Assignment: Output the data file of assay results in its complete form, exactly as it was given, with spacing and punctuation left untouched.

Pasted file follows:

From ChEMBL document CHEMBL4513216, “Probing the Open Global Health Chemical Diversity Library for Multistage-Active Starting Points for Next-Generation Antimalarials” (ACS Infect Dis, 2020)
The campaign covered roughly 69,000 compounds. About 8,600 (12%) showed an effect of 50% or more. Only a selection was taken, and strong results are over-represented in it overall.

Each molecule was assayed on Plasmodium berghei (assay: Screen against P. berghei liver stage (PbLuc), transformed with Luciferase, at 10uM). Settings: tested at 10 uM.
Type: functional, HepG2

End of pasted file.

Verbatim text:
From ChEMBL document CHEMBL4513216, “Probing the Open Global Health Chemical Diversity Library for Multistage-Active Starting Points for Next-Generation Antimalarials” (ACS Infect Dis, 2020)
The campaign covered roughly 69,000 compounds. About 8,600 (12%) showed an effect of 50% or more. Only a selection was taken, and strong results are over-represented in it overall.

Each molecule was assayed on Plasmodium berghei (assay: Screen against P. berghei liver stage (PbLuc), transformed with Luciferase, at 10uM). Settings: tested at 10 uM.
Type: functional, HepG2